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Wednesday, November 4, 2015

God and Salman Rushdie


I recently heard Salman Rushdie assert that believing in God was like believing in a fairy tale and, in the same interview, duck the question of whether people who believe in God are not very bright—and this in the same interview in which he called Carly Fiorina, “the dumbest person with whom I ever shared a stage” (or words to that effect). Clearly, it takes a lot for him to duck a question. He’s probably right about Carly Fiorina. And I have great respect for him in general. I once went to India to give a paper on his work. I once taught a Ph.D. seminar on his writings. I’ve even read Grimus.

The problem with his apparent belief that believers aren’t as bright as nonbelievers is that it is objectively false. Intelligence itself has no bearing on whether or not one believes in God. I don’t think Salman Rushdie or Christopher Hitchens or Richard Dawkins is any more intelligent than Paul Ricoeur, Rene Girard or Owen Barfield. No more needs to be said about that.

His comment about the fairy tale is far more interesting to me.  After all, he said, “we now know how where the universe came from” (or words to that effect).  Do we?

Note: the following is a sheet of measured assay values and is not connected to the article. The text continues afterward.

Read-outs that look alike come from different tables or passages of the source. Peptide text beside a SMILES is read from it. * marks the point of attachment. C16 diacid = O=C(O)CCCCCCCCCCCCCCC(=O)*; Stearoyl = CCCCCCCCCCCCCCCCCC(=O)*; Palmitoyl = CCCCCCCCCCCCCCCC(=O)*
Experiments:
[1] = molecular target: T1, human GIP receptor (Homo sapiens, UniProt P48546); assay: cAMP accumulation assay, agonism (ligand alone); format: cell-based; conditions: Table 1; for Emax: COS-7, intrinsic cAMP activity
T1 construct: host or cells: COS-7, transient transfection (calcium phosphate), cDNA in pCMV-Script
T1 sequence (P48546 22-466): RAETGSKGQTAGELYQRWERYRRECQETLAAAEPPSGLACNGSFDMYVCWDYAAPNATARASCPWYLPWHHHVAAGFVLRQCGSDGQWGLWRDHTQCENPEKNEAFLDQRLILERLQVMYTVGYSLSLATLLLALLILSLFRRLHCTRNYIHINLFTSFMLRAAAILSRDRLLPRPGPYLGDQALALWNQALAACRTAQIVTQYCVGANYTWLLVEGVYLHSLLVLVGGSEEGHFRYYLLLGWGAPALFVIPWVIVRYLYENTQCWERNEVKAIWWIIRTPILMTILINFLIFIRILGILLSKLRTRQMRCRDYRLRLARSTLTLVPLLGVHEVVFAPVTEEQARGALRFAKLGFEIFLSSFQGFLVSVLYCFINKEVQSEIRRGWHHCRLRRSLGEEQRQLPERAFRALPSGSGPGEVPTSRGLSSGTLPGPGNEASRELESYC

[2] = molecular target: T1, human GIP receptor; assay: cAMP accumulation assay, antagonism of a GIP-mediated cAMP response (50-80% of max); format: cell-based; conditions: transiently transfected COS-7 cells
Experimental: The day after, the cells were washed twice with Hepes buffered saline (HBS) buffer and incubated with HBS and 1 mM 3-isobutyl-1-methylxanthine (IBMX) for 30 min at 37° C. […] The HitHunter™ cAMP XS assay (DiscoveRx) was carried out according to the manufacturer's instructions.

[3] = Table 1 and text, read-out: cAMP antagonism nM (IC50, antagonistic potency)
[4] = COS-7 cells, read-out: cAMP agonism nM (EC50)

I have great respect for the scientific method. And I am the last person to suggest we confuse a religious text with a text of science. People who read the Old Testament with science or history (in the post Enlightenment meanings of those words) are idiots. Or very badly informed. No thinking (with the exception of trained scientists in the field in their professional capacity) can reject the Big Bang as the most accurate description of the start of the universe because no one but another professional scientist is in a position to do so.

But does the Big Bang Theory tell us more about the origin of the universe than Genesis?

Genesis says, “In the beginning God created the Heavens and the Earth…. God said, ‘Let there be light, and there was light.’”

The Big Bang Theory says: “Bang. There was light.”

I don’t have any strong need to believe that the author or redactor of Genesis had special knowledge of the start of things here. The coincidence (which my phrasing has exaggerated) that makes “Let there be light” read like as good a description of that moment of the Bang as any needn’t be taken as anything but a coincidence. What is relevant is only this: Genesis provides an explanation of where the universe came from. God made it. God spoke it into existence. The Big Bang theory does not. Right or wrong, we Genesis tells us more of where the universe came from than science does—or can. So the notion that now we know how things happened (whereas before we did not) is nonsense. It may be that Genesis is wrong in telling us that God made the universe. Whether or not that is so, we are no closer to knowing where the universe came from. The start is not the same as the origin.

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